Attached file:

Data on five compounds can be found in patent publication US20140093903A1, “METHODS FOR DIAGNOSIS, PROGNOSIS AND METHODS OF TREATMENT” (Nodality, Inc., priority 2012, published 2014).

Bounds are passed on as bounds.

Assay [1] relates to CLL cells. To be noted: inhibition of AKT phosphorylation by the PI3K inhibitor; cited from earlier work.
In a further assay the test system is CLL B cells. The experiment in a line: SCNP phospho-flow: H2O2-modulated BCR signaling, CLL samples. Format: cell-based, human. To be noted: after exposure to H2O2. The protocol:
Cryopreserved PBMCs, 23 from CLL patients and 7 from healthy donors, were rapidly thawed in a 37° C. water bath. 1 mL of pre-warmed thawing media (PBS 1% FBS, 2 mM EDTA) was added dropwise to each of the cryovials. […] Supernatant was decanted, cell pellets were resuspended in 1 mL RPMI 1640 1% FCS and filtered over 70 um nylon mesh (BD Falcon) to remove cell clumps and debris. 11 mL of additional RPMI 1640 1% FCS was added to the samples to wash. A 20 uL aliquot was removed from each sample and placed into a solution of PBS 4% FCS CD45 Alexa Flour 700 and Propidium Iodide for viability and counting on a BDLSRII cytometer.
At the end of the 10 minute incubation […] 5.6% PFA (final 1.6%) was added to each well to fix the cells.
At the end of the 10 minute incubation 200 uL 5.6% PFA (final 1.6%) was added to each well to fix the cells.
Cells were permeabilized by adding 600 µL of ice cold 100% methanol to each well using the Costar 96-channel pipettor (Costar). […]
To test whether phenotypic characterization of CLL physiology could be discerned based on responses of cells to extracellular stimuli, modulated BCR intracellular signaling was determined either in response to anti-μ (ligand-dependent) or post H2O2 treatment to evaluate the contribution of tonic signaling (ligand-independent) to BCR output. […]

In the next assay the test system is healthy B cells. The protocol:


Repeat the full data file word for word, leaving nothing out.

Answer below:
Data on five compounds can be found in patent publication US20140093903A1, “METHODS FOR DIAGNOSIS, PROGNOSIS AND METHODS OF TREATMENT” (Nodality, Inc., priority 2012, published 2014).

Bounds are passed on as bounds.

Assay [1] relates to CLL cells. To be noted: inhibition of AKT phosphorylation by the PI3K inhibitor; cited from earlier work.
In a further assay the test system is CLL B cells. The experiment in a line: SCNP phospho-flow: H2O2-modulated BCR signaling, CLL samples. Format: cell-based, human. To be noted: after exposure to H2O2. The protocol:
Cryopreserved PBMCs, 23 from CLL patients and 7 from healthy donors, were rapidly thawed in a 37° C. water bath. 1 mL of pre-warmed thawing media (PBS 1% FBS, 2 mM EDTA) was added dropwise to each of the cryovials. […] Supernatant was decanted, cell pellets were resuspended in 1 mL RPMI 1640 1% FCS and filtered over 70 um nylon mesh (BD Falcon) to remove cell clumps and debris. 11 mL of additional RPMI 1640 1% FCS was added to the samples to wash. A 20 uL aliquot was removed from each sample and placed into a solution of PBS 4% FCS CD45 Alexa Flour 700 and Propidium Iodide for viability and counting on a BDLSRII cytometer.
At the end of the 10 minute incubation […] 5.6% PFA (final 1.6%) was added to each well to fix the cells.
At the end of the 10 minute incubation 200 uL 5.6% PFA (final 1.6%) was added to each well to fix the cells.
Cells were permeabilized by adding 600 µL of ice cold 100% methanol to each well using the Costar 96-channel pipettor (Costar). […]
To test whether phenotypic characterization of CLL physiology could be discerned based on responses of cells to extracellular stimuli, modulated BCR intracellular signaling was determined either in response to anti-μ (ligand-dependent) or post H2O2 treatment to evaluate the contribution of tonic signaling (ligand-independent) to BCR output. […]

In the next assay the test system is healthy B cells. The protocol: